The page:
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Measuring Scholarly Research Impact: Journal Impact Using Citations

Measures of Journal Impact

- Impact Factor

What It Is: a way to measure the relative impact of a journal within its field by determining the average number of citations an article published in the journal receives over a set period of time.

How To Calculate: 2010 Impact Factor is A/B where A = Citations made in 2010 for articles published from 2008-2009 and B = number of articles published from 2008-2009.

Example: Nature (2010) = 36.104, New England Journal of Medicine (2010) = 53.486, JAMA (2010) = 30.011

Citation: http://thomsonreuters.com/products_services/science/free/essays/impact_factor

 

- Eigenfactor

What It Is: similar to Impact Factor, but this also takes into account the 'impact' of the journals citing the articles in your journal of interest - i.e., are the articles in your journal of interest being cited in high impact or low impact journals?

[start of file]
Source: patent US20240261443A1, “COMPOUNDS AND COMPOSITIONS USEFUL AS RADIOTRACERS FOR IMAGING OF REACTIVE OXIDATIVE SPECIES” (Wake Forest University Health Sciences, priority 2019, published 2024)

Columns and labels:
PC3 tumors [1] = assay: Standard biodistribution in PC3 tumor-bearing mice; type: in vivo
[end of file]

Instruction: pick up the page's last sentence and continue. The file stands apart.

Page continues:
How To Calculate: complicated calculation, performed by Eigenfactor.org

Example: Nature (2010) = 1.73, New England Journal of Medicine (2010) = 0.69, JAMA (2010) = 0.31

Citation: http://www.eigenfactor.org/methods.htm

 

- SCImago Journal Rank (SJR)

What It Is: similar to Eigenfactor -  takes into account the 'impact' of the journals citing the articles in your journal of interest - i.e., are the articles in your journal of interest being cited in high impact or low impact journals?

How To Calculate: complicated calculation, perfromed by Scopus

Example: Nature (2010) = 13.4, New England Journal of Medicine (2010) = 9.1, JAMA (2010) = 4.8

Citation: Gonzalez-Pereira, B., Guerrero-Bote, F.V., & Moya-Anegon, F. (2009) "The SJR Indicator: A New Indicator of Journals' Scientific Prestige". Available at: http://arxiv.org/abs/0912.4141

 

- Source Normalized Inpact per Paper (SNIP)

What It Is: similar to impact factor but with citations being 'normalized' to account for differences in citation patterns among different fields of study

How To Calculate: complicated calculation, performed by Scopus

Example: Nature (2010) = 8.1, New England Journal of Medicine (2010) = 13.56, JAMA (2010) = 9.5

Citation: Leydesdorff, L. & Opthof, T. (2010) "Scopus's Source Normalized Impact per Paper (SNIP) versus Journal Impact Factor Based on Fractional Counting of Citations". Available at: http://arxiv.org/abs/1004.3580

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Thomas Harrod
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